Nothing bothers me more than seeing my kids get excited over a new toy only to toss it aside a day later and never pick it up again.  This is how I know I’m getting old. I no longer look forward to Christmas. At least not for the presents. I am able to fall asleep without trouble on Christmas eve.  It’s sad.

As adults, we’ve forgotten the value of joy.  When I see my kids ignore one of their toys, I’m inclined to think they are ungrateful.  I work hard (let’s pretend) to give them what they have, and so do the other adults who give them gifts.  Also, I don’t want have to clean up all of stuff they don’t use or look at a pile of junk in the corner. Our kids need to acknowledge and appreciate our suffering with outsized joy.  We’re serious and miserable part-time so that they can laugh and play full-time. But somehow, I don’t think it’s supposed to be that way.

It’s reasonable to expect kids to be grateful.  It’s unreasonable to expect them to enjoy everything.  They can be grateful without doing exactly what we want.  I’m coming to realize that finding a perfect toy requires some trial and error.  Kids have to go through plenty of toys to find the one that sticks. You never can tell which one it will be ahead of time, no matter how sure you are they will love it.  My daughter sets down the princess doll and fluffy unicorn but latches onto a stuffed Grinch? Didn’t see that one coming. But part of being a child is disappointing your parents’ expectations.  It’s my own pride and neediness that is injured when my child doesn’t love what I get them.

But we misinterpret them.  We give them a choice so they choose.  If they only have one toy they would play with it.  Or, more likely, they would pick up sticks or papers or pans and play with those.  They love getting presents, the anticipation and surprise, but the reality doesn’t always deliver.  We all do the same thing. You may be excited to go to a new restaurant, but if you don’t like it as much as you hoped, you don’t keep going back just to prove a point.  You keep trying new places and only go back to the ones you really love. Unless you have a coupon, of course. The only difference is that no one gets upset at you for not picking up your restaurants or because they stepped on a restaurant hidden in the carpet.  If someone did, maybe we’d understand our kids a little better. We’d recognize you can be grateful for food without enjoying every meal, regardless of whether you cooked or cleaned up. To think and expect otherwise is to value a performance of misery over a true expression of delight.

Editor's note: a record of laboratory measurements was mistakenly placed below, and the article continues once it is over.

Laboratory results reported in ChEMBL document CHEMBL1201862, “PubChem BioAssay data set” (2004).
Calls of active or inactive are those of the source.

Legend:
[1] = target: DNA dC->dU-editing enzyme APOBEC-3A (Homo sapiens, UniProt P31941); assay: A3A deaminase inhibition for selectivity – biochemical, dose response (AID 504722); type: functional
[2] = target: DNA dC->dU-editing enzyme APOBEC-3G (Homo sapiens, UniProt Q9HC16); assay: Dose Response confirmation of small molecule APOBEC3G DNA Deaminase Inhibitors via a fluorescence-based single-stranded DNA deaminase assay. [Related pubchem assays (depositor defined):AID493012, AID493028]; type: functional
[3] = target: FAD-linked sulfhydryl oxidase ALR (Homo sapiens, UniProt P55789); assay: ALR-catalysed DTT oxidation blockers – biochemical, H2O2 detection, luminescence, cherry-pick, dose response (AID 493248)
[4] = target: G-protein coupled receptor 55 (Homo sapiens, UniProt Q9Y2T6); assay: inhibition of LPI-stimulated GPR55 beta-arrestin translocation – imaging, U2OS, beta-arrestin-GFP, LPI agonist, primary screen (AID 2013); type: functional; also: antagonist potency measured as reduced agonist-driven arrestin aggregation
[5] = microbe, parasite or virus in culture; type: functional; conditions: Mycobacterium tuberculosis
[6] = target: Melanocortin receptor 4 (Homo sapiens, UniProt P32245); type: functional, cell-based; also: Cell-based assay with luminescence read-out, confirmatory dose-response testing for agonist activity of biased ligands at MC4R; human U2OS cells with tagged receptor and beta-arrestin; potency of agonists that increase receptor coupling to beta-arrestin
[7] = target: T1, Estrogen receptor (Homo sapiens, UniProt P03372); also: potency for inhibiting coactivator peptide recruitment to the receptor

When it comes to toys (and everything else, frankly), we want our kids to be happy only on our terms, with the things we give them, the meals we serve, the times we’re available.  If they aren’t, we see it as an affront, a sign of being spoiled, of ungratefulness. It’s not. Kids are like the rest of us. They have to try things out to find what they like, and we give them a lot of things to try.  Most would probably take less stuff and more of us, but we don’t give them that choice. So be happy with what makes them happy, and be ready to pick up, throw out, or give away the rest. That’s part of being a kid. Remember what it was like to be a kid yourself.  Enjoy it. Merry Christmas!

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